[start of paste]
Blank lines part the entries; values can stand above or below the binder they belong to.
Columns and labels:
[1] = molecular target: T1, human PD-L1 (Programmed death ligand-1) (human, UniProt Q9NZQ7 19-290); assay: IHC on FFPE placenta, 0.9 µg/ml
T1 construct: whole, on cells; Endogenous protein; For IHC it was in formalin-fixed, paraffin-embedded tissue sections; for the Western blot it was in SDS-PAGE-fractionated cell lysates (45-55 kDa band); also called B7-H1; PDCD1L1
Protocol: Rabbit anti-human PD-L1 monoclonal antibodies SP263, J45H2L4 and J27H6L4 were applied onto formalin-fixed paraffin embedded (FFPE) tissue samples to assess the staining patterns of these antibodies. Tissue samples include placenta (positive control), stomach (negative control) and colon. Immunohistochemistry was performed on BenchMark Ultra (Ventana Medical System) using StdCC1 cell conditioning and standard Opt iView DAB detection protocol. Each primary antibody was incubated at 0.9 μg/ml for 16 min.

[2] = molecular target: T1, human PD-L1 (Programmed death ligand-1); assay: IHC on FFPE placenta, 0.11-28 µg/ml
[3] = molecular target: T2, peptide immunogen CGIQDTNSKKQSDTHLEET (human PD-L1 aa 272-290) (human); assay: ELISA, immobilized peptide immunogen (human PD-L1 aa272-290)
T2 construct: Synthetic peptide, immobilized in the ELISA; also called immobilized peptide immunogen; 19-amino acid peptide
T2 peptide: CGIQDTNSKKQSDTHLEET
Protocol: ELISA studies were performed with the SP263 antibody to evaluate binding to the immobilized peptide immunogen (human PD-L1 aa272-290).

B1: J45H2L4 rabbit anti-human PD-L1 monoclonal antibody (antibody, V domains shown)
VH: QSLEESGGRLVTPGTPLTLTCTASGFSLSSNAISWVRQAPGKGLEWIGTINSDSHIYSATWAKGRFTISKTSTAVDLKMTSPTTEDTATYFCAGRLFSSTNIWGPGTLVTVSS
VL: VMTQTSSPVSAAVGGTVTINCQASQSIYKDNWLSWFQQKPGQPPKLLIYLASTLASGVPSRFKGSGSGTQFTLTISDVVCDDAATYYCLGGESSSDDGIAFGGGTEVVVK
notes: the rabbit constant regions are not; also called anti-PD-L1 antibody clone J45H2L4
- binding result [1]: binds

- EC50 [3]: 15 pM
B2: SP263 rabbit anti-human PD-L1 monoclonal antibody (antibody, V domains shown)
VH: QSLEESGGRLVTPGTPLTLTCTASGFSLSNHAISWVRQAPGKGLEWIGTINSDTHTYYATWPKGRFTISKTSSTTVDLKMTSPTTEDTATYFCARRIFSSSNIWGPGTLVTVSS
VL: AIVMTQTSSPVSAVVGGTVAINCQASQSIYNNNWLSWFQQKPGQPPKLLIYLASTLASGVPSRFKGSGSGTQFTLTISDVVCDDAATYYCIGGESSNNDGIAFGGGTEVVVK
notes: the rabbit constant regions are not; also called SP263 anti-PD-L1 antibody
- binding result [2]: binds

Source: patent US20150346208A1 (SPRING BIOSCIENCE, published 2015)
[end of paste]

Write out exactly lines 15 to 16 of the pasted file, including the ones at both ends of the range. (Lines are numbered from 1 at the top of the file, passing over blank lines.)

- binding result [1]: binds

- EC50 [3]: 15 pM